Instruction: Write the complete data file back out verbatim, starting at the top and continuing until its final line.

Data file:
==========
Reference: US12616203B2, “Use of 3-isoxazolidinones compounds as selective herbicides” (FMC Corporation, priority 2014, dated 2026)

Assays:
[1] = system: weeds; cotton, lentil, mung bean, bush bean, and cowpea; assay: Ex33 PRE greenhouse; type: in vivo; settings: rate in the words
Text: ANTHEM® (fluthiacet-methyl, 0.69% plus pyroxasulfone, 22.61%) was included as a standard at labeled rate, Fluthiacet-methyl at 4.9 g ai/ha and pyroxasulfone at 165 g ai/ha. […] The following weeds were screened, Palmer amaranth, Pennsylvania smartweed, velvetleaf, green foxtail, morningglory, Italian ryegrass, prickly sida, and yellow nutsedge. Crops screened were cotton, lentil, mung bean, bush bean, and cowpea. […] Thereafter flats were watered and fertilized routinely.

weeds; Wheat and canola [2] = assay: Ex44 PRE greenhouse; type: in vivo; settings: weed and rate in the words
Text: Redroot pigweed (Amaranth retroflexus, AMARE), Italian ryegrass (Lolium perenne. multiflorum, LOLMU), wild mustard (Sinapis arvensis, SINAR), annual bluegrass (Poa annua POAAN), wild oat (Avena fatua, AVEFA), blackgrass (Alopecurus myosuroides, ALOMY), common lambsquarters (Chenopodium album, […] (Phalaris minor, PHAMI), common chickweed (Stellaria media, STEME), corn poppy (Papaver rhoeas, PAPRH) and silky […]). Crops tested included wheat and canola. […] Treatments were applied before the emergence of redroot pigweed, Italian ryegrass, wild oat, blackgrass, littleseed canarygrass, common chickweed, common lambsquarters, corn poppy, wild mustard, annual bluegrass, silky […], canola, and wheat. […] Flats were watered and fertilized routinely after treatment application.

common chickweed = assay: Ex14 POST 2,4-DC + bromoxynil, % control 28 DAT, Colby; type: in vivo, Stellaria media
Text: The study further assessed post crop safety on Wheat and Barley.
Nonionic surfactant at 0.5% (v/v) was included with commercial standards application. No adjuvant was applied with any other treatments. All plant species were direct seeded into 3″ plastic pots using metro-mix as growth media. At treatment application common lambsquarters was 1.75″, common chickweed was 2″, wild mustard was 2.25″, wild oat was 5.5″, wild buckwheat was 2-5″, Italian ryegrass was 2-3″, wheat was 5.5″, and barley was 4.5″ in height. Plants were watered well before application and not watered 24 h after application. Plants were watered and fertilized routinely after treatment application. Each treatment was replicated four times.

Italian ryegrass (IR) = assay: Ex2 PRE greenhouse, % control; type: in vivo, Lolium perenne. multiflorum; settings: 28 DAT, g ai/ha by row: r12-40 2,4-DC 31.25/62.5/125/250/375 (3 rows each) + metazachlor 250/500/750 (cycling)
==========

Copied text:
Reference: US12616203B2, “Use of 3-isoxazolidinones compounds as selective herbicides” (FMC Corporation, priority 2014, dated 2026)

Assays:
[1] = system: weeds; cotton, lentil, mung bean, bush bean, and cowpea; assay: Ex33 PRE greenhouse; type: in vivo; settings: rate in the words
Text: ANTHEM® (fluthiacet-methyl, 0.69% plus pyroxasulfone, 22.61%) was included as a standard at labeled rate, Fluthiacet-methyl at 4.9 g ai/ha and pyroxasulfone at 165 g ai/ha. […] The following weeds were screened, Palmer amaranth, Pennsylvania smartweed, velvetleaf, green foxtail, morningglory, Italian ryegrass, prickly sida, and yellow nutsedge. Crops screened were cotton, lentil, mung bean, bush bean, and cowpea. […] Thereafter flats were watered and fertilized routinely.

weeds; Wheat and canola [2] = assay: Ex44 PRE greenhouse; type: in vivo; settings: weed and rate in the words
Text: Redroot pigweed (Amaranth retroflexus, AMARE), Italian ryegrass (Lolium perenne. multiflorum, LOLMU), wild mustard (Sinapis arvensis, SINAR), annual bluegrass (Poa annua POAAN), wild oat (Avena fatua, AVEFA), blackgrass (Alopecurus myosuroides, ALOMY), common lambsquarters (Chenopodium album, […] (Phalaris minor, PHAMI), common chickweed (Stellaria media, STEME), corn poppy (Papaver rhoeas, PAPRH) and silky […]). Crops tested included wheat and canola. […] Treatments were applied before the emergence of redroot pigweed, Italian ryegrass, wild oat, blackgrass, littleseed canarygrass, common chickweed, common lambsquarters, corn poppy, wild mustard, annual bluegrass, silky […], canola, and wheat. […] Flats were watered and fertilized routinely after treatment application.

common chickweed = assay: Ex14 POST 2,4-DC + bromoxynil, % control 28 DAT, Colby; type: in vivo, Stellaria media
Text: The study further assessed post crop safety on Wheat and Barley.
Nonionic surfactant at 0.5% (v/v) was included with commercial standards application. No adjuvant was applied with any other treatments. All plant species were direct seeded into 3″ plastic pots using metro-mix as growth media. At treatment application common lambsquarters was 1.75″, common chickweed was 2″, wild mustard was 2.25″, wild oat was 5.5″, wild buckwheat was 2-5″, Italian ryegrass was 2-3″, wheat was 5.5″, and barley was 4.5″ in height. Plants were watered well before application and not watered 24 h after application. Plants were watered and fertilized routinely after treatment application. Each treatment was replicated four times.

Italian ryegrass (IR) = assay: Ex2 PRE greenhouse, % control; type: in vivo, Lolium perenne. multiflorum; settings: 28 DAT, g ai/ha by row: r12-40 2,4-DC 31.25/62.5/125/250/375 (3 rows each) + metazachlor 250/500/750 (cycling)